This conclusion makes unnecessary an inquiry into whether defendant's notice of "warranty," even if properly drafted, would provide notice to a purchaser sufficient to imply an agreement limiting remedies available to the purchaser.
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However, some discussion of this question is appropriate. The notice of "warranty" appeared on the last page of an instructional booklet contained in the sealed camera box. Our researches reveal no discussion of the adequacy of such notice as it pertains to limitations of remedy but the standards applicable to exclusions or limitations of warranties are suggestive. The Code (N.J.S.A. 12A:2-316(2) requires that a written disclaimer of warranty be in conspicuous form. See also, Fablok Mills v. Cocker Machine, etc., Co., 125 N.J. Super. 251, 259 (App. Div. 1973). The requirement that warranty disclaimers be conspicuous also exists in our case law. Henningsen v. Bloomfield Motors, 32 N.J. 358 (1960). For further illustration of what constitutes conspicuousness, see cases collected at 17 A.L.R. 3d 1010, at 1078. Thus it is quite clear that defendant's notice was so placed as to fail to satisfy any reasonable standard of conspicuousness.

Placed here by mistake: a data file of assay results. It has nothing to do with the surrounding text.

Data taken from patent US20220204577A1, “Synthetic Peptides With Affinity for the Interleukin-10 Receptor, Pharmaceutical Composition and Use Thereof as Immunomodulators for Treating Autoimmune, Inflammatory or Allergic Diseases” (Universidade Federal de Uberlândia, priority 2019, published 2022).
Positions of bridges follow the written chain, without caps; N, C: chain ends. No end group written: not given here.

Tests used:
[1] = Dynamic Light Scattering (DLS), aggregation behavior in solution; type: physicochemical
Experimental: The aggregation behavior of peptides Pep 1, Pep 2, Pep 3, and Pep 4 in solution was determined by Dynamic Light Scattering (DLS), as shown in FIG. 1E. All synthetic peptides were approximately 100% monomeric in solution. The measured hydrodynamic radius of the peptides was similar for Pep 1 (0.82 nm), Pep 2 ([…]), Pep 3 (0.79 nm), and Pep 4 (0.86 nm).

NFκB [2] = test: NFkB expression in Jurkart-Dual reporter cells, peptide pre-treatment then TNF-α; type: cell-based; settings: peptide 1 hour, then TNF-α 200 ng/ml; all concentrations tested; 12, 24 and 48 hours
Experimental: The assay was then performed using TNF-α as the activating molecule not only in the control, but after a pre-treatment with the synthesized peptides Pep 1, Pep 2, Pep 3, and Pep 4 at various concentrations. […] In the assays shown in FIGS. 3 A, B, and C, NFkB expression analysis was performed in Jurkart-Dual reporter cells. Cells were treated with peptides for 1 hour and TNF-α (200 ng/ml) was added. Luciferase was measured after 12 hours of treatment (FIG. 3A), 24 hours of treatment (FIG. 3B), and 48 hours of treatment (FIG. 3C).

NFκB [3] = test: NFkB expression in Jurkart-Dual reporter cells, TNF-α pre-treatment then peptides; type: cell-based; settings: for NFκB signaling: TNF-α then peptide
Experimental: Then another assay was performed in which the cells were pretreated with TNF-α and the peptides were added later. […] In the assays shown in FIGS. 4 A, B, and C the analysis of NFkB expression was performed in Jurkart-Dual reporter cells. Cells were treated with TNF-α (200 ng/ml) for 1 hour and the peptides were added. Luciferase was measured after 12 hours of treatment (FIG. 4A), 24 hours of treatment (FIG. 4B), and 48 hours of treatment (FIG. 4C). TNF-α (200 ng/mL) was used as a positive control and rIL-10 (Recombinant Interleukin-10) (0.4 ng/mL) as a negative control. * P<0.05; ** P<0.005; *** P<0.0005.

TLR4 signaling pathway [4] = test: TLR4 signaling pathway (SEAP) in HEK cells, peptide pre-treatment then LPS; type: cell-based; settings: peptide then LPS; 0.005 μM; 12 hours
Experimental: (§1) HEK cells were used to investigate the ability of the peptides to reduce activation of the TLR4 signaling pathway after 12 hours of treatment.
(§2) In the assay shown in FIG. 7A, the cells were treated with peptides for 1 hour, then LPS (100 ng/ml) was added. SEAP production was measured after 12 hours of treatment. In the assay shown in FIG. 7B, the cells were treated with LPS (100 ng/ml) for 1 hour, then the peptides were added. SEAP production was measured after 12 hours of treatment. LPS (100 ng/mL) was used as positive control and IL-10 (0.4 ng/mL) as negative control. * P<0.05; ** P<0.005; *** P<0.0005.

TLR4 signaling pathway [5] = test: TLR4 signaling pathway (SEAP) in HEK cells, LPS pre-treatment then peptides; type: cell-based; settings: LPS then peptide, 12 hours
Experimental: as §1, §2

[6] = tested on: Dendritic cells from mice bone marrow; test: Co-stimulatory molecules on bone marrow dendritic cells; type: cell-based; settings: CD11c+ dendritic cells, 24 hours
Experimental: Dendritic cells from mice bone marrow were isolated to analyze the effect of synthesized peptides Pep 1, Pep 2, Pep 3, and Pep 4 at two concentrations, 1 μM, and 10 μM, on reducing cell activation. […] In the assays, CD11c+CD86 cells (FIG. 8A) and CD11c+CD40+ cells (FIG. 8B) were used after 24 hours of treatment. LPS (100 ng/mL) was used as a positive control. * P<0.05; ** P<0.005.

It should be further noted that here again the seller is held to a lesser standard in disclaiming warranties. "Conspicuous" is defined in the Code at N.J.S.A. 12A:1-201(10) as follows:
A term or clause is conspicuous when it is so written that a reasonable person against whom it is to operate ought to have noticed it. * * *